CL is characterized by abnormal elastic fibers, resulting in loose, redundant, hypoelastic skin. ACL is a rare disorder and is insidious in onset. ACL often starts on the face and progresses caudally. Some patients have systemic involvement with emphysema, intestinal diverticula, hernias, and vascular dilatations.

Here, we report a rare case of SS in a 2-year-old child where she later progressed to develop Marshalls Syndrome secondary to the inflammation. Marshall Syndrome is a type of ACL affecting young children and characterized by postinflammatory elastolysis after a neutrophilic dermatosis giving a premature aged look.[7] Neutrophils attached to elastic fibers release elastase, which acts on the amorphous component of elastic fibers, resulting in alteration or destruction of elastic tissue. Dysfunction in elastase inhibitors with low serum levels of copper leads to low lysyl oxidase activity and thus failure of the cross-linkage and elastolysis. Low levels of alpha-1 antitrypsin which prevents proteolysis of pulmonary tissue have been reported with Marshall's syndrome.[8] Histologically, elastic fibers are reduced in ACL, especially in the papillary dermis.[7] Marshall's syndrome is managed symptomatically. Dapsone and prednisolone have been tried. Plastic surgery, face uplift, and botulinum toxin injection can be used.[9]


  Conclusion Top


Thus, we report this case of a 2-year-old child having ACL secondary to SS (Marshall Syndrome) as it is a very rare case, and only ten cases have been reported in the literature till date.[1] CL secondary to SS in a kid should be thoroughly investigated for malignancy and recurrent infections. Hence, screening for cardiac, respiratory, and gastrointestinal involvement in all ACL cases should be done. Furthermore, the importance of saturated solution of potassium iodide in the maintenance of recalcitrant cases is emphasized here.

Informed consent

Informed consent was taken for clinical images from the patient's mother.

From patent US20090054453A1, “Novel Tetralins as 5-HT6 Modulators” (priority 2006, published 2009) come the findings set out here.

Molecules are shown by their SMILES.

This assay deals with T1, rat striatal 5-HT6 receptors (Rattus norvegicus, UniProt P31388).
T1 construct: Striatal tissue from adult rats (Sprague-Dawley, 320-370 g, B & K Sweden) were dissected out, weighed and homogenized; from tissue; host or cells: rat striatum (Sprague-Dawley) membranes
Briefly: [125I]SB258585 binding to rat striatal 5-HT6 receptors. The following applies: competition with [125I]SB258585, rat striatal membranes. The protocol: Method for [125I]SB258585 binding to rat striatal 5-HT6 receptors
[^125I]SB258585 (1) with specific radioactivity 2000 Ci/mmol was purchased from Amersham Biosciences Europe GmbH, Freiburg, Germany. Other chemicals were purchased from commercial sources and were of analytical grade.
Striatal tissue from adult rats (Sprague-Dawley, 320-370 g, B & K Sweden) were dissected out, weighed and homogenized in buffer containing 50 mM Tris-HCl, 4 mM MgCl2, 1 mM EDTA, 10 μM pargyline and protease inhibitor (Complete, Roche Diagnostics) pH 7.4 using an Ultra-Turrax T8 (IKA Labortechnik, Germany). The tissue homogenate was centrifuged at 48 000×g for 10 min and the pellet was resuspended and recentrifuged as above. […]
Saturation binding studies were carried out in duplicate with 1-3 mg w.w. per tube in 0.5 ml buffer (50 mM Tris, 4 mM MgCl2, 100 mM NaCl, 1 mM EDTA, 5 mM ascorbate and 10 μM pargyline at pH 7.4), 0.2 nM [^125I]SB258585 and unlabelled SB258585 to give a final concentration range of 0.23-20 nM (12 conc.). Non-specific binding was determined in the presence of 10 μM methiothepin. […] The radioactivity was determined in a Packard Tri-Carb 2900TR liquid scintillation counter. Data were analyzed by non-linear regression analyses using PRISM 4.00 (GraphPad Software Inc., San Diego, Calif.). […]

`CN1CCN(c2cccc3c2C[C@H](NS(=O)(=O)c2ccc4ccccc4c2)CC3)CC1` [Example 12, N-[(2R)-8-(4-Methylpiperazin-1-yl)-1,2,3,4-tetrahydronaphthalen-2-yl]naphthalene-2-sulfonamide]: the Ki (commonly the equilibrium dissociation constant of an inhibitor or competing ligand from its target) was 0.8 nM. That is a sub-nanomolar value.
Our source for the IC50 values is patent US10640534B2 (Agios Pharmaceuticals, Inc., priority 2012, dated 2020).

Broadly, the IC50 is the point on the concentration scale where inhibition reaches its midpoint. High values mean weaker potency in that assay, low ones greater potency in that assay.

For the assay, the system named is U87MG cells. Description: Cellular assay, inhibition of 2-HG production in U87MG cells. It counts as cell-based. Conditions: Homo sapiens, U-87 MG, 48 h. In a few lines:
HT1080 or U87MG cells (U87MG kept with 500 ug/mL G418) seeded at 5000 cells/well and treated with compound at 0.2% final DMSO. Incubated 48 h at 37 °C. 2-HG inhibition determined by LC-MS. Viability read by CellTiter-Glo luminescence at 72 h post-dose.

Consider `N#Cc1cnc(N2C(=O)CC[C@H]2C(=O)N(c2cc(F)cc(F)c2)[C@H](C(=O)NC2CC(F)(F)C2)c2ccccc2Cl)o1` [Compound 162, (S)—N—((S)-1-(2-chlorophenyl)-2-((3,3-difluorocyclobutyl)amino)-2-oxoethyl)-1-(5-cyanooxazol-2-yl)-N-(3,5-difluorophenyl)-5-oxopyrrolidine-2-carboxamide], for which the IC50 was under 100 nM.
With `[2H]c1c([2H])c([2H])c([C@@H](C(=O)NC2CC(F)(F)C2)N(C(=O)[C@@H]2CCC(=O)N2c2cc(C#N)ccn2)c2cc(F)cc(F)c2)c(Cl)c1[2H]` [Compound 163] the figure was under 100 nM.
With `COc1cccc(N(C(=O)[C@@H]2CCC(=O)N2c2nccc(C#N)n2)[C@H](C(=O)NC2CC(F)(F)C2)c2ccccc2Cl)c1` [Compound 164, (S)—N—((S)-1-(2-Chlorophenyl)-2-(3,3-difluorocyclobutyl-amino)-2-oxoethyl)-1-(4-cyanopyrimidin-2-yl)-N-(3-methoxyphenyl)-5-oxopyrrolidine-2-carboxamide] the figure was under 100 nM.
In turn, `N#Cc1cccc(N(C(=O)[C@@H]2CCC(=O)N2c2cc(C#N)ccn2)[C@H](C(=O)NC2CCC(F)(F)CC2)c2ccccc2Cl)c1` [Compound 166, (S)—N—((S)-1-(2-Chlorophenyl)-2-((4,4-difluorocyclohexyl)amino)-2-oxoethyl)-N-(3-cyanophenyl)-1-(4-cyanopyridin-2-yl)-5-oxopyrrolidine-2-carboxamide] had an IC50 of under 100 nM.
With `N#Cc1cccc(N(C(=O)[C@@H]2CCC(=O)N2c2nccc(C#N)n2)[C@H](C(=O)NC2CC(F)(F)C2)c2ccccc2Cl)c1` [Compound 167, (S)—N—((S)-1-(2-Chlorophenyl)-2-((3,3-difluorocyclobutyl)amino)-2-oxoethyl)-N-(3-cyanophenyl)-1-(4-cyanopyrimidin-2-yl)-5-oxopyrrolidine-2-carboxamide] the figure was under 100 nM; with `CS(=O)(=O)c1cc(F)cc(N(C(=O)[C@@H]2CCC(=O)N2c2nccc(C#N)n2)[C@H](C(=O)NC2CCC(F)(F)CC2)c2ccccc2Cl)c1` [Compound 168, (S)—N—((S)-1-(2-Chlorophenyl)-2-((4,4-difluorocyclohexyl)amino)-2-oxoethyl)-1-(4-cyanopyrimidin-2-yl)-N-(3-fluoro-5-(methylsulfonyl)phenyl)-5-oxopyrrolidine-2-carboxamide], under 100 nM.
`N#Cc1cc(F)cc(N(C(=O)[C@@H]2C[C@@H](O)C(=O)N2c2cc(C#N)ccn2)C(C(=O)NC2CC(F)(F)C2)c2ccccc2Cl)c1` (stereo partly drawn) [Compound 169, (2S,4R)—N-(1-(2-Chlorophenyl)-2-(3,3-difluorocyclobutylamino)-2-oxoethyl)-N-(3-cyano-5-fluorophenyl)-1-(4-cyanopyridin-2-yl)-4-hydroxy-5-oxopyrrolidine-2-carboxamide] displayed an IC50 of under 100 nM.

Declaration of patient consent

The authors certify that they have obtained all appropriate patient consent forms. In the form, the patient's mother has given her consent for images and other clinical information to be reported in the journal. The patient's mother understands that name and initial will not be published, and due efforts will be made to conceal identity, but anonymity cannot be guaranteed.

Financial support and sponsorship

Nil.

Conflicts of interest

There are no conflicts of interest.



 
  References Top

1.
Cohen PR. Sweet's syndrome – A comprehensive review of an acute febrile neutrophilic dermatosis. Orphanet J Rare Dis 2007;2:34.  Back to cited text no. 1
    
2.
Haider M, Alfadley A, Kadry R, Almutawa A. Acquired cutis laxa type II (Marshall syndrome) in an 18-month-old child: A case report. Pediatr Dermatol 2010;27:89-91.  Back to cited text no. 2
    
3.
Sweet RD. An acute febrile neutrophilic dermatosis. Br J Dermatol 1964;76:349-56.  Back to cited text no. 3
    
4.
Villarreal-Villarreal CD, Ocampo-Candiani J, Villarreal-Martínez A. Sweet syndrome: A review and update. Actas Dermosifiliogr 2016;107:369-78.  Back to cited text no. 4
    
5.
Fitzgerald RL, McBurney EI, Nesbitt LT Jr. Sweet's syndrome. Int J Dermatol 1996;35:9-15.  Back to cited text no. 5
    
6.
Parsapour K, Reep MD, Gohar K, Shah V, Church A, Shwayder TA. Familial Sweet's syndrome in 2 brothers, both seen in the first 2 weeks of life. J Am Acad Dermatol 2003;49:132-8.  Back to cited text no. 6
    
7.
Berk DR, Bentley DD, Bayliss SJ, Lind A, Urban Z. Cutis laxa: A review. J Am Acad Dermatol 2012;66:842.e1-17.  Back to cited text no. 7
    
8.
Meena N, Sharma PK, Bhardwaj M, Kumar S. Marshall's syndrome. Indian J Paediatr Dermatol 2016;17:68-70.  Back to cited text no. 8
  [Full text]  
9.
Jagati A, Shrivastava S, Baghela B, Agarwal P, Saikia S. Acquired cutis laxa secondary to Sweet syndrome in a child (Marshall syndrome): A rare case report. J Cutan Pathol 2020;47:146-9.  Back to cited text no. 9
    


    Figures

  [Figure 1], [Figure 2], [Figure 3], [Figure 4], [Figure 5]